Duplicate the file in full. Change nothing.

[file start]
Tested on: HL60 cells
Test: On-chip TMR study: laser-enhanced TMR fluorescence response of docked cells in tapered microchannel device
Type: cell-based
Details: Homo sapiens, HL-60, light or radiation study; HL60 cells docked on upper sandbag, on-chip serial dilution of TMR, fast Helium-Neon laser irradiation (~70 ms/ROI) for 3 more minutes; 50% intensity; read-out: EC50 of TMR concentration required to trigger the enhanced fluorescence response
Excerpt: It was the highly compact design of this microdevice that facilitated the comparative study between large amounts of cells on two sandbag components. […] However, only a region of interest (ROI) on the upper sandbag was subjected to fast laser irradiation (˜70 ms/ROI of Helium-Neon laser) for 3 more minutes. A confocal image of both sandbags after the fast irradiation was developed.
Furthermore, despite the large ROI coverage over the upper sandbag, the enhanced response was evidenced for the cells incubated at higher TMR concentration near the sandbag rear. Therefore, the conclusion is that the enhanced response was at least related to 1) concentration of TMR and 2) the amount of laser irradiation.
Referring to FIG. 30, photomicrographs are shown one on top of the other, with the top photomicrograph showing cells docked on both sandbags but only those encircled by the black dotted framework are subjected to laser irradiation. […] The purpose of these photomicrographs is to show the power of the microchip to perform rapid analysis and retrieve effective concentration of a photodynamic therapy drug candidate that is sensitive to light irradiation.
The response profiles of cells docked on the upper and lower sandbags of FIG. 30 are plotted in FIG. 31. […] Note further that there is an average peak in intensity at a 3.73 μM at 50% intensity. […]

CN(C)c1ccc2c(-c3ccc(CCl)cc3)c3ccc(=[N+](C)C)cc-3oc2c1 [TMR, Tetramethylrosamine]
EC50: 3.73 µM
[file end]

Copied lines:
Tested on: HL60 cells
Test: On-chip TMR study: laser-enhanced TMR fluorescence response of docked cells in tapered microchannel device
Type: cell-based
Details: Homo sapiens, HL-60, light or radiation study; HL60 cells docked on upper sandbag, on-chip serial dilution of TMR, fast Helium-Neon laser irradiation (~70 ms/ROI) for 3 more minutes; 50% intensity; read-out: EC50 of TMR concentration required to trigger the enhanced fluorescence response
Excerpt: It was the highly compact design of this microdevice that facilitated the comparative study between large amounts of cells on two sandbag components. […] However, only a region of interest (ROI) on the upper sandbag was subjected to fast laser irradiation (˜70 ms/ROI of Helium-Neon laser) for 3 more minutes. A confocal image of both sandbags after the fast irradiation was developed.
Furthermore, despite the large ROI coverage over the upper sandbag, the enhanced response was evidenced for the cells incubated at higher TMR concentration near the sandbag rear. Therefore, the conclusion is that the enhanced response was at least related to 1) concentration of TMR and 2) the amount of laser irradiation.
Referring to FIG. 30, photomicrographs are shown one on top of the other, with the top photomicrograph showing cells docked on both sandbags but only those encircled by the black dotted framework are subjected to laser irradiation. […] The purpose of these photomicrographs is to show the power of the microchip to perform rapid analysis and retrieve effective concentration of a photodynamic therapy drug candidate that is sensitive to light irradiation.
The response profiles of cells docked on the upper and lower sandbags of FIG. 30 are plotted in FIG. 31. […] Note further that there is an average peak in intensity at a 3.73 μM at 50% intensity. […]

CN(C)c1ccc2c(-c3ccc(CCl)cc3)c3ccc(=[N+](C)C)cc-3oc2c1 [TMR, Tetramethylrosamine]
EC50: 3.73 µM